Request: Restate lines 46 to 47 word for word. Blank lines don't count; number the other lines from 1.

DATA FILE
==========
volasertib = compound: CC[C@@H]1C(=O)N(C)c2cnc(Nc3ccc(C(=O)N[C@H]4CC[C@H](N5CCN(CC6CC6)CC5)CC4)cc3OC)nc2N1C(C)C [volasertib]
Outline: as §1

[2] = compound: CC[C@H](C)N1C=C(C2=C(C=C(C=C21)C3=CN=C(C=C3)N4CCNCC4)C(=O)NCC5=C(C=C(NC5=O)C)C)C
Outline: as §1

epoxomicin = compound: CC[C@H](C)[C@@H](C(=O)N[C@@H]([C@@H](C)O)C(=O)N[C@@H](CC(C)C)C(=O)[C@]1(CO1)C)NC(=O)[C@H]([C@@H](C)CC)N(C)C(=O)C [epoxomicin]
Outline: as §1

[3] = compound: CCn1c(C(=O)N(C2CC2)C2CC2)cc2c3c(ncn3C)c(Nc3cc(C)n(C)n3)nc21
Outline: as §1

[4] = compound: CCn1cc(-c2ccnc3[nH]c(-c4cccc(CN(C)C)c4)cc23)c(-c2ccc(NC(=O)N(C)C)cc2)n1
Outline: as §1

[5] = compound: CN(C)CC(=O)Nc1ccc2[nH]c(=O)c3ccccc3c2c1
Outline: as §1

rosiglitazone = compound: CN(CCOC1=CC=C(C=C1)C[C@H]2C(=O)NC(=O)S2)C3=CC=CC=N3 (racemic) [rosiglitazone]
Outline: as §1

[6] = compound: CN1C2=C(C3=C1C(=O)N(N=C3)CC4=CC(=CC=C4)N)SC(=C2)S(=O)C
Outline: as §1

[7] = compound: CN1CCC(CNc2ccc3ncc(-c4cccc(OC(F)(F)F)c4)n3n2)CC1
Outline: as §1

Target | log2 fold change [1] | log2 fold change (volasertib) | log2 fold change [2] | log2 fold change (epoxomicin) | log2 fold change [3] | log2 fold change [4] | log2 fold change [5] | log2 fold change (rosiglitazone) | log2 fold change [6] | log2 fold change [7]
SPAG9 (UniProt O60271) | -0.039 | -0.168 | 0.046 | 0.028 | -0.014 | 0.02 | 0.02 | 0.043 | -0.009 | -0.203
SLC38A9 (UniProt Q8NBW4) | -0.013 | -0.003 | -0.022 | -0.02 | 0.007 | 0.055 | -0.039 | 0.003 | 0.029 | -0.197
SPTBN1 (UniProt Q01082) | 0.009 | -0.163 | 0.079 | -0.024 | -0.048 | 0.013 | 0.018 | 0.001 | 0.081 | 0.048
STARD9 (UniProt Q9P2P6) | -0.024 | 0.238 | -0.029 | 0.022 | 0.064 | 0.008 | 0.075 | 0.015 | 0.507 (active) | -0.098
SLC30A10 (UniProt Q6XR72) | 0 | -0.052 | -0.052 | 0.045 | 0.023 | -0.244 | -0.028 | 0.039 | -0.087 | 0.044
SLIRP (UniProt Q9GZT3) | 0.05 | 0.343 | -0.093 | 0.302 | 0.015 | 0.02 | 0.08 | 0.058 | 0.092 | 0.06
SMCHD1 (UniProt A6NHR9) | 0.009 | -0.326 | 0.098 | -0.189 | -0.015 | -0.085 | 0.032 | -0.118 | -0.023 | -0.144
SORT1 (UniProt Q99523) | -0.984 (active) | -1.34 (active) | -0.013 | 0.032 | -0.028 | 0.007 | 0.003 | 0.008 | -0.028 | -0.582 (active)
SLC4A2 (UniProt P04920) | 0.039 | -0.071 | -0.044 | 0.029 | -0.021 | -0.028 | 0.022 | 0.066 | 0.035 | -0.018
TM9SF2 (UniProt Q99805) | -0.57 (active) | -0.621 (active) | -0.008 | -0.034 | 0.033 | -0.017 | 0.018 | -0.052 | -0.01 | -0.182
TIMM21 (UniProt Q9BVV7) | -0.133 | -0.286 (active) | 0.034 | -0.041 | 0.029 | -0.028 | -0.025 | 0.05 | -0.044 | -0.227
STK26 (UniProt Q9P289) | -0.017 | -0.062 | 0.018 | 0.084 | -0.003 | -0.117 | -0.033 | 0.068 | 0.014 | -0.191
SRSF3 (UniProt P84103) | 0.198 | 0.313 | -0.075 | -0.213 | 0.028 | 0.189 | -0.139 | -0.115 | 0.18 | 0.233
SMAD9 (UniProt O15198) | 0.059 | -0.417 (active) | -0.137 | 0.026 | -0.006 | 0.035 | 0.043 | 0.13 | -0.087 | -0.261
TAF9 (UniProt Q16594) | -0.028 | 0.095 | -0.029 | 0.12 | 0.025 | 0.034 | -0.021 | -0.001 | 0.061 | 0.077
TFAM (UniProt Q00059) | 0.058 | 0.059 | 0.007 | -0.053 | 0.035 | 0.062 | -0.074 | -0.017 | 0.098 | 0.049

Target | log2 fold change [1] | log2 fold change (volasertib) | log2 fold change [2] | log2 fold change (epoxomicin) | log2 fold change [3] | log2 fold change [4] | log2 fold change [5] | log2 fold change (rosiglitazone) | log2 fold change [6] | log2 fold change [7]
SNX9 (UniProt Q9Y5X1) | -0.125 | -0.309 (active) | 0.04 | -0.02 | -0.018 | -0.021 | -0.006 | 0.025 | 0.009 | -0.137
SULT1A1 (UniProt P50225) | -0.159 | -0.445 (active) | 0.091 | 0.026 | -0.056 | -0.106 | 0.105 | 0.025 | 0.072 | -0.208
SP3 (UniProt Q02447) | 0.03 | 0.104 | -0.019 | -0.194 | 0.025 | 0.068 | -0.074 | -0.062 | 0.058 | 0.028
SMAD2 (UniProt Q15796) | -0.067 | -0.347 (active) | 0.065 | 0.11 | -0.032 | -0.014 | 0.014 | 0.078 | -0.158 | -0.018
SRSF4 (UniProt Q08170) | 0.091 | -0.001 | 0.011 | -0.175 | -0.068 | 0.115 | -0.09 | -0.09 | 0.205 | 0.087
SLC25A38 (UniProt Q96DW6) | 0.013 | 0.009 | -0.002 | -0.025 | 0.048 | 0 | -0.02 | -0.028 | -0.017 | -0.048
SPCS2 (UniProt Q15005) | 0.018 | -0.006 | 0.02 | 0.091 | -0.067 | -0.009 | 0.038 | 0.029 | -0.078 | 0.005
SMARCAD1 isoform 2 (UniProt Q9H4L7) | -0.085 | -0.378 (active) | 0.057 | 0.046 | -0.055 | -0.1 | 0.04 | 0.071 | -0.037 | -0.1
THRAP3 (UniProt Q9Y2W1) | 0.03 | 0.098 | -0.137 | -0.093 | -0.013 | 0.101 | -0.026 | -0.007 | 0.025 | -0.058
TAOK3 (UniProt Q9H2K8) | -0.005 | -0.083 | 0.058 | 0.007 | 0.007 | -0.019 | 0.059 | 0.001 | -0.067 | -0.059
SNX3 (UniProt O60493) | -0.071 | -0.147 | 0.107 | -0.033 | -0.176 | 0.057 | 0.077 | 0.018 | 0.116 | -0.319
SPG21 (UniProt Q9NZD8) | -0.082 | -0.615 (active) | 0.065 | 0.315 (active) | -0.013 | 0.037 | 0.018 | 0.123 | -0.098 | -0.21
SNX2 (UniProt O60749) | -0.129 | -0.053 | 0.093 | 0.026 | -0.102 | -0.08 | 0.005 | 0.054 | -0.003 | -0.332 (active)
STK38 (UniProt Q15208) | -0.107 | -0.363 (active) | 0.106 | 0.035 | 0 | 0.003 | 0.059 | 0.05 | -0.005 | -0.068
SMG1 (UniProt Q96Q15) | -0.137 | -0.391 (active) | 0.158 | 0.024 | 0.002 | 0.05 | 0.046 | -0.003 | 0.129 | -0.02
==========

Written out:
TAOK3 (UniProt Q9H2K8) | -0.005 | -0.083 | 0.058 | 0.007 | 0.007 | -0.019 | 0.059 | 0.001 | -0.067 | -0.059
SNX3 (UniProt O60493) | -0.071 | -0.147 | 0.107 | -0.033 | -0.176 | 0.057 | 0.077 | 0.018 | 0.116 | -0.319